Use CMHC’s mortgage calculator and find out how much would it cost you.
How to Avoid Mortgage Default Insurance
Unfortunately, the easiest and the only way to avoid mortgage insurance would be by putting 20% of the purchase price as a down payment. Sometimes, that’s easier said than done.
Can You Still Obtain It If It isn’t Required?
In certain cases, mortgage default insurance may still be required if you are putting more than 20% of the purchase price as a down payment. For example, a lender might be willing to lend you money but only if the insurer is also comfortable with the file.
Mortgage life, disability or critical illness insurance is not required but you can choose to pay for the coverage. With a mortgage life insurance, you’re paying for protection in case of your death and leaving your loved ones with fewer things to worry about.
With mortgage disability insurance, you’re paying for protection in the event you have a disability that does not permit you to work. In that case, the insurer will pay your mortgage payments for you on your behalf.
With critical illness protection, you’re paying for coverage in the case you develop a critical illness. There is a specific set of illnesses which will be included or excluded from the insurance policy. If your illness is an acceptable illness type on your list, then the insurer will pay off the mortgage loan.
Pros Of Mortgage Default Insurance
Even if it does sound terrifying, some benefits come with default mortgage insurance:
- You can buy a house without a 20% down payment and lets you keep more money in the bank for extra home purchasing costs
- It doesn’t last forever like some other insurances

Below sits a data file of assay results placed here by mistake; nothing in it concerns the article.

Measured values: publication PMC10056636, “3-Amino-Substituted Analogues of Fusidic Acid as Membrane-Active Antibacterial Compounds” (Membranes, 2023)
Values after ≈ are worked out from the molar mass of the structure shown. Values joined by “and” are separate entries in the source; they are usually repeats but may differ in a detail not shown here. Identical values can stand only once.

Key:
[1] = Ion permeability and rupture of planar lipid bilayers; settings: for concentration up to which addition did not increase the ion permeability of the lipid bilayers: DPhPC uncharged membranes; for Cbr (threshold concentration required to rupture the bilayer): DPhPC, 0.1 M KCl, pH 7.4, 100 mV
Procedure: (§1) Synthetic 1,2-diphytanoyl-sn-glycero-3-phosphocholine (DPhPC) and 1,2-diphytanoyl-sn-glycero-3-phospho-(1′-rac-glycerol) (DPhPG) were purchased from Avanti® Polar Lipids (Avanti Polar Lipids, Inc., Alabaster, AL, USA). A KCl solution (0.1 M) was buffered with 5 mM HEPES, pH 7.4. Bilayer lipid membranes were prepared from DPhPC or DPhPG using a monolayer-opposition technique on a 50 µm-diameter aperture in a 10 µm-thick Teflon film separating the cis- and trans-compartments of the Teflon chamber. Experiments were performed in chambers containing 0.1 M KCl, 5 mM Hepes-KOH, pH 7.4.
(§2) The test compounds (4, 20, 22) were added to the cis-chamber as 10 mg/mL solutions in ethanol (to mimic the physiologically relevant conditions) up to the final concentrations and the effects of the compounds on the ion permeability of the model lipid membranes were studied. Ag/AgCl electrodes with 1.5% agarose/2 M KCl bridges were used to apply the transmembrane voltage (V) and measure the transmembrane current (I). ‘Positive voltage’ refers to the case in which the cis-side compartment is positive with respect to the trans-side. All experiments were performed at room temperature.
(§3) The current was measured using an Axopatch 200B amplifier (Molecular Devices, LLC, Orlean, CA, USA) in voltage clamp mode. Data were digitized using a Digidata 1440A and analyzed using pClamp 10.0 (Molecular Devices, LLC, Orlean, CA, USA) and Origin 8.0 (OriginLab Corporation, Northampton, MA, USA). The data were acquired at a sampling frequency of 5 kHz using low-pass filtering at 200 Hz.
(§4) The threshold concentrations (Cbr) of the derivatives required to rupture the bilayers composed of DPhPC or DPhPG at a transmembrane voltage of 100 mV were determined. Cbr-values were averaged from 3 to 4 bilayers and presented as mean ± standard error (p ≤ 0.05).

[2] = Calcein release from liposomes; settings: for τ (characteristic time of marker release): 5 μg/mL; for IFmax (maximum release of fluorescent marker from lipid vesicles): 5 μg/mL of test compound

- The bigger the down payment, the lower the premium is
- The premium is added to your total mortgage amount so you can pay it off monthly along with the mortgage itself
Cons Of Mortgage Default Insurance
Still, there are downsides as well:
- It protects the bank, not you
- In case of death, your family is not protected and may have to find other ways to pay off the mortgage
- It’s an extra cost to your total mortgage amount
- Only available for homes with prices lower than $1 million
- If you live in Ontario, Quebec, Saskatchewan or Manitoba, you must pay provincial sales tax on the mortgage default insurance premiums.
Pros of Mortgage Protection Insurance
- In the event of your death, your family doesn’t have to worry about paying off the biggest debt
- In the event of your death, it pays off the remaining debt
- The premium is added to your monthly mortgage payments
Cons of Mortgage Protection Insurance
- Expensive – life insurance is the better option
- Benefits go down with time – in covers your entire mortgage only at the beginning
- You have to renew it at the end of your term and the premium can get higher
While it may come with downsides, default mortgage insurance does come with a few benefits. Buying a home costs much more than the original cost of the house – there are moving costs, taxes, furniture, etc. so it might be useful to lower the down payment and use the money for covering those costs. Still, getting the default insurance is a big commitment and leaves you without protection. Before taking the leap and opting for a small down payment home purchase, think about other options and consult with a broker. They can give you advice based on your financial situation and offer you options you can opt for.
Chris Allard’s experience in the field means he can get you offers with over 50 financial institutions lending in Ottawa. Every lender has many mortgage products they offer, which means Chris and his team will make sure a mortgage caters to your needs while also ensuring you get a competitive rate. Chris Allard is a proud mortgage broker of Smart Debt Mortgages, independently owned and operated. Smart Debt broker #12236.